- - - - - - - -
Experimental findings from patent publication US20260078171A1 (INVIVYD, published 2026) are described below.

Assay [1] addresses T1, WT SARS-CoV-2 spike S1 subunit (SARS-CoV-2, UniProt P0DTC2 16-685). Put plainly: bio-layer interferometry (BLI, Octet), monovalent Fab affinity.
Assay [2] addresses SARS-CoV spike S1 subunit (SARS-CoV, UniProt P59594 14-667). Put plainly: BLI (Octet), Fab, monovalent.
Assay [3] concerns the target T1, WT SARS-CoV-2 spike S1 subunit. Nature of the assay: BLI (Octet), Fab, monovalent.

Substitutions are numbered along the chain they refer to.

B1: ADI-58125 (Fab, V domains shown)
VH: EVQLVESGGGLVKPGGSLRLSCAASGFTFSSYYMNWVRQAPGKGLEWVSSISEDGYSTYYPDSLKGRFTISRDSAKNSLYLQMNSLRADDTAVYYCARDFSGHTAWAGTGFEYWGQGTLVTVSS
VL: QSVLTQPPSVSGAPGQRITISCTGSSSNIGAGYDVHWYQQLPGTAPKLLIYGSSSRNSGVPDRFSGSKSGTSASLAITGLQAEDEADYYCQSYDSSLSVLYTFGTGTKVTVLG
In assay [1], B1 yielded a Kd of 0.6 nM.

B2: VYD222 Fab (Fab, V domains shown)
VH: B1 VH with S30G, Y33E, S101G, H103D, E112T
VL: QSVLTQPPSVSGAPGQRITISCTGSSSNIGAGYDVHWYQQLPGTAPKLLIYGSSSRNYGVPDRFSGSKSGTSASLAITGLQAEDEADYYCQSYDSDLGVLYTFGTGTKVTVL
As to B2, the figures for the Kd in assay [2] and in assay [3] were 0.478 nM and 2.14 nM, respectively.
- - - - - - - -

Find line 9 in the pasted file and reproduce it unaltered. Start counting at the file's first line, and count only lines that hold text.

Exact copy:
In assay [1], B1 yielded a Kd of 0.6 nM.